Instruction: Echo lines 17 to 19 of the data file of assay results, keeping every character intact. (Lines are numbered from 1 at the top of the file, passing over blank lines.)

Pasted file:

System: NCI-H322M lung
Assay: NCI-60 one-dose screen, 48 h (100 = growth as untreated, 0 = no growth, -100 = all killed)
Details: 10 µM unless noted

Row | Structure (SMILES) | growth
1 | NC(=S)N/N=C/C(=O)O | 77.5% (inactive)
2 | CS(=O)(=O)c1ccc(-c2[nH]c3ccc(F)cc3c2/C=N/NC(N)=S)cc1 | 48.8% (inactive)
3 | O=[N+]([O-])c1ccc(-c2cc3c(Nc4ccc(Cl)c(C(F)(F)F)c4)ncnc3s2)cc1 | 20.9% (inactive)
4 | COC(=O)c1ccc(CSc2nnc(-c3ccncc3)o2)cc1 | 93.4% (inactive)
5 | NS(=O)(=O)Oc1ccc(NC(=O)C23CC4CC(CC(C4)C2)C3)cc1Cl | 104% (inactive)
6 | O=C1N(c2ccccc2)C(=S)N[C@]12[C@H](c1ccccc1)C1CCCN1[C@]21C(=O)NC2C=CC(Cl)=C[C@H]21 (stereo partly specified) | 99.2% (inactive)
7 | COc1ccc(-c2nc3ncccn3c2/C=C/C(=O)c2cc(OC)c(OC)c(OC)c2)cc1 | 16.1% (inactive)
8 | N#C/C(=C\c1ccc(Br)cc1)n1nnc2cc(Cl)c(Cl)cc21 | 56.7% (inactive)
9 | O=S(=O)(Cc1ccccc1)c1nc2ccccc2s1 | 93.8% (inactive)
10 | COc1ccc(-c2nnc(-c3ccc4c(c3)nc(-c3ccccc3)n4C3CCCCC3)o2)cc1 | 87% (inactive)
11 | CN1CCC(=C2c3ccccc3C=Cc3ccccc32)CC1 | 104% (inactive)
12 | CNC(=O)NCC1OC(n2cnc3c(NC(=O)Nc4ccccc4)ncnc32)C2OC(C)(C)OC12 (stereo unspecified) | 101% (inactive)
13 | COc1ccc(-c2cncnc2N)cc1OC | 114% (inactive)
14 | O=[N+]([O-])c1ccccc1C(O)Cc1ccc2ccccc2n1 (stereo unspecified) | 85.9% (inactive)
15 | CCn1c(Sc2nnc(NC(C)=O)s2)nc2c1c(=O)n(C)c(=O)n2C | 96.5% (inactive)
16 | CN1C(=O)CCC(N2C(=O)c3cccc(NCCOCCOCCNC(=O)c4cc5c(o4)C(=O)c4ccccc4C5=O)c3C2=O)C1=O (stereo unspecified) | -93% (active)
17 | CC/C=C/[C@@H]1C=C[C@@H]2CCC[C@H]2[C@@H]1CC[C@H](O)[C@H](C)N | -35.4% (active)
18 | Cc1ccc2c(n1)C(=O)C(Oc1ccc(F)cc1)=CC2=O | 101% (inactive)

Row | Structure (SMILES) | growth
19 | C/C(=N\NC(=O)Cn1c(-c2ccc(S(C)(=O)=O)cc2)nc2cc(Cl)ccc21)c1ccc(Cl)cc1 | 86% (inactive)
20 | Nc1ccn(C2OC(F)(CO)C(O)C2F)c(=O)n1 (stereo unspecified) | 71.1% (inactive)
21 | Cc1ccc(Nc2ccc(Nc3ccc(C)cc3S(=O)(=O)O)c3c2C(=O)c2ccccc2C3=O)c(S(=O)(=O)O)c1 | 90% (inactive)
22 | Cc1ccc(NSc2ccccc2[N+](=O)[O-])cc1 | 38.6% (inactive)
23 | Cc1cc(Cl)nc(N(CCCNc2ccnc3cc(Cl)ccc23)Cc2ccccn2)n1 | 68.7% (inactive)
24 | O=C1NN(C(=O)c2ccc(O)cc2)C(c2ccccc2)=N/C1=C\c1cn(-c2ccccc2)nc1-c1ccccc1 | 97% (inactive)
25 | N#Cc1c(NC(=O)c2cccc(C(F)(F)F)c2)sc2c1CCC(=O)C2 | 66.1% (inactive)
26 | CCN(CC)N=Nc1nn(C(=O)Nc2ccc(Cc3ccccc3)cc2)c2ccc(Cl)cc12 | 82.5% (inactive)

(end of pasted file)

13 | COc1ccc(-c2cncnc2N)cc1OC | 114% (inactive)
14 | O=[N+]([O-])c1ccccc1C(O)Cc1ccc2ccccc2n1 (stereo unspecified) | 85.9% (inactive)
15 | CCn1c(Sc2nnc(NC(C)=O)s2)nc2c1c(=O)n(C)c(=O)n2C | 96.5% (inactive)